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A Monster of a Continued Fraction


Date: 11/09/96 at 00:36:11
From: Patrick Beebe
Subject: How to solve an infinitely repetitious problem

I'm curious about solving a specific problem and others similar to it.

Given the forever repeating fraction shown below, what is the 
solution?

                    1 + ...
               1 + --------
                    3 + ...
          1 + -------------
                    5 + ...
               3 + --------
                    1 + ...
     1 + ------------------
                    1 + ...
               5 + --------
                    3 + ...
          3 + -------------
                    5 + ...
               1 + --------
                    1 + ...
1 + -----------------------
                    1 + ...
               1 + --------
                    3 + ...
          5 + -------------
                    5 + ...
               3 + --------
                    1 + ...
     3 + ------------------
                    1 + ...
               5 + --------
                    3 + ...
          1 + -------------
                    5 + ...
               1 + --------
                    1 + ...


It is an absolute monster!  As I see it, there are two distinct 
infinite patterns within it: the 1 + 1/3... pattern, and the 
1 + 5/1... pattern.  I have tried substituting these patterns with 
x and y, and then attempting to solve from there, but to no avail.  
I am still stuck.  Is there another way to solve these sorts of 
problems?

Thanks!  


Date: 11/17/96 at 23:15:01
From: Doctor Sam
Subject: Re: How to solve an infinitely repititious problem

Patrick,

You are correct...this IS a monster. I have seen continued fractions 
before, but never such a combination. I have a possible solution but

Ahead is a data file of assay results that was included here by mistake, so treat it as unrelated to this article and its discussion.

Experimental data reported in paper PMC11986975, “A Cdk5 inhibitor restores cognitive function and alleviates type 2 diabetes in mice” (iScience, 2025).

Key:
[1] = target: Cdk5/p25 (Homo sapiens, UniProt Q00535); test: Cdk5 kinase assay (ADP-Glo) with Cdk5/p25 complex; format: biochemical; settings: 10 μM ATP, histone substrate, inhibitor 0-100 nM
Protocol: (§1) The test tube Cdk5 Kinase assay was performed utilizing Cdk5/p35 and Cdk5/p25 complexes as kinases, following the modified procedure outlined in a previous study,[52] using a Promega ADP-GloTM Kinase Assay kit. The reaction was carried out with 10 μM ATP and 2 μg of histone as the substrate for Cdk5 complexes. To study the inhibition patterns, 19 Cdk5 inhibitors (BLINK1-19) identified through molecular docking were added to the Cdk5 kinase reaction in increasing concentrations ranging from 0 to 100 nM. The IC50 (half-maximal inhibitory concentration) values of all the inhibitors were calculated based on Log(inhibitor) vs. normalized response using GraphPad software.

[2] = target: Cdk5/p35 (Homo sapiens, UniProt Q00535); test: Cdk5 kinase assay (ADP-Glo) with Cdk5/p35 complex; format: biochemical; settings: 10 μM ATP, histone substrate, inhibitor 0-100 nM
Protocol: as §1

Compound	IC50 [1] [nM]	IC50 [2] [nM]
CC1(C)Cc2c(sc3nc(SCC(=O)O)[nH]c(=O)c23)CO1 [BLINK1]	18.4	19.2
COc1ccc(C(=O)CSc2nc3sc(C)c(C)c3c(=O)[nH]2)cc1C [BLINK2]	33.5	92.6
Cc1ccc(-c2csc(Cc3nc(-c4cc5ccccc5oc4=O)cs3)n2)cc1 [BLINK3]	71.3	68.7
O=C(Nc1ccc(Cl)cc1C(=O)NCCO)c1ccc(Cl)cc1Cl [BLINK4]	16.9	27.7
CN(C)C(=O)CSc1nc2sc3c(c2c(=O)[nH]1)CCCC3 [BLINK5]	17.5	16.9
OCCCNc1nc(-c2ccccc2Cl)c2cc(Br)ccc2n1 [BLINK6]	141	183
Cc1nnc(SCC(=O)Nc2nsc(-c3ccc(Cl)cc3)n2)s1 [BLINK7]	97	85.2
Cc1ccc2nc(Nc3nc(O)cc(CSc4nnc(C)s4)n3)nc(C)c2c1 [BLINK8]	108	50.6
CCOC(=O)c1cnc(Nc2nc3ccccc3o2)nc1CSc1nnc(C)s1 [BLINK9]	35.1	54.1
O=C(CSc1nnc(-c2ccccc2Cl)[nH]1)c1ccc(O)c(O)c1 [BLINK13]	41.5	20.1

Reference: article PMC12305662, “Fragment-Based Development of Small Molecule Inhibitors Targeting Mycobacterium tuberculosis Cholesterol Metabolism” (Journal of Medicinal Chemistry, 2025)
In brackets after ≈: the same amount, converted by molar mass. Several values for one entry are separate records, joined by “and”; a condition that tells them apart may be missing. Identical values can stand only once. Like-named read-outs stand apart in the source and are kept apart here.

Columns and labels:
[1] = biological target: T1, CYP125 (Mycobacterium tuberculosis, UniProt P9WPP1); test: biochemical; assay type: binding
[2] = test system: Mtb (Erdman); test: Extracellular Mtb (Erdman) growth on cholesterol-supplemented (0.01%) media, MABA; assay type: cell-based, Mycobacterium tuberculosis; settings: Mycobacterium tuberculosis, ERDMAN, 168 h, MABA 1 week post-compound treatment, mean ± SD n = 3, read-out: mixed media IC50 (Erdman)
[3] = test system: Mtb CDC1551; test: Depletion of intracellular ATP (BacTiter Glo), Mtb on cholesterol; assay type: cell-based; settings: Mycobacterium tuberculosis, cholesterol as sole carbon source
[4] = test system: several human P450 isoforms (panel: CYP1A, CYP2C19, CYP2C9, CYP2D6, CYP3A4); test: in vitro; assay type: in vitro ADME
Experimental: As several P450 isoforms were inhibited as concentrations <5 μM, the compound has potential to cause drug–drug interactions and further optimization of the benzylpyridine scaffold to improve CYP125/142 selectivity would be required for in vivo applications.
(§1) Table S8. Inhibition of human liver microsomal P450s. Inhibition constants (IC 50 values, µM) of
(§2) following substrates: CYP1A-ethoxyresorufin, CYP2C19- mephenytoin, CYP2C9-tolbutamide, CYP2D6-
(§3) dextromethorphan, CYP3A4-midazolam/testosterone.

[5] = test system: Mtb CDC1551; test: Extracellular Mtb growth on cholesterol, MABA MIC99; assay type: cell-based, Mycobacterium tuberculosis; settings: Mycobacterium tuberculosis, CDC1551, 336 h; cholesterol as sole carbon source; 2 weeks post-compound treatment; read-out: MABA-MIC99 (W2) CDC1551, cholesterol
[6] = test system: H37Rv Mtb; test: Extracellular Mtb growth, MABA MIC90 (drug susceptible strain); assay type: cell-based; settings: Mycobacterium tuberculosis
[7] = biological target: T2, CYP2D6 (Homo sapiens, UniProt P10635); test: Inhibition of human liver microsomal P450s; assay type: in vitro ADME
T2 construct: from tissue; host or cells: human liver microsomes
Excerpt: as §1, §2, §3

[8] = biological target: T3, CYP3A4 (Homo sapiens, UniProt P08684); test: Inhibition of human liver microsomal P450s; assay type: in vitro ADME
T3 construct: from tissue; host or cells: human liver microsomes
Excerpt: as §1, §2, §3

I would like someone else to verify it so that we could both be 
confident that it is correct!

I liked your idea of substitution.  Here are the ones I made:

                    1 + ...   <<.  <<<<<<< .
               1 + --------      .    .
                    3 + ...       .    .
          1 + -------------     A    .
                    5 + ...      .    .
               3 + --------      .    .
                    1 + ...  <<.    .
     1 + ------------------     A
                    1 + ...  <<.    .
                5 + --------      .    .
                    3 + ...      .    .
          3 + -------------      B   .
                    5 + ...      .    .
               1 + --------      .    .
                    1 + ...  <<.  <<<<<<<< .
1 + -----------------------  
                    1 + ...  <<.  <<<<<<<< .
               1 + --------      .    .
                    3 + ...      .    .
          5 + -------------      X   .
                    5 + ...      .    .
               3 + --------      .    .
                    1 + ...  << .   .
     3 + ------------------     B
                    1 + ...  <<.    .
               5 + --------      .    .
                    3 + ...      .    .
          1 + -------------      Y   .
                    5 + ...      .    .
               1 + --------      .    .
                    1 + ...  <<. <<<<<<<< .


So I see the numerator of this expression two ways.  It is both A and 
1 + A/B.  This gives one condition on A and B.  The trick is to see 
the denominator of this monster also in terms of A and B.

The entire denominator is just B.  But what are X and Y?  I can't be 
sure of what all of your "..." stand for but I *think* that X is 
4 + A.  (Instead of thinking of the numerator of X as 5 + ... I am 
thinking of it as 4 + 1 + ...  and that makes it 4+A.)

Similarly, I think the denominator, Y, of the monster is B - 2.  
(Think of the 3 + ... as -2 + 5 + ... ).

If I am correct in this interpretation, then the denomintor is both B 
and 3 + (4+A)/(B-2).  This gives a second condition on A and B.  We 
now have to solve the simultaneous equations:

A = 1 + A/B    and    B = 3 + (4+A)/(B-2)

I get a cubic equation in B with a single real solution of B 
approximately equal to 4.84732.  

Since A = 1 + A/B,  A = B/(B-1) = 1.25992

And A is also the value of the entire monster.

I think.

I hope that helps!

-Doctor Sam,  The Math Forum
 Check out our web site!  http://mathforum.org/dr.math/   
    
Associated Topics:
High School Sequences, Series

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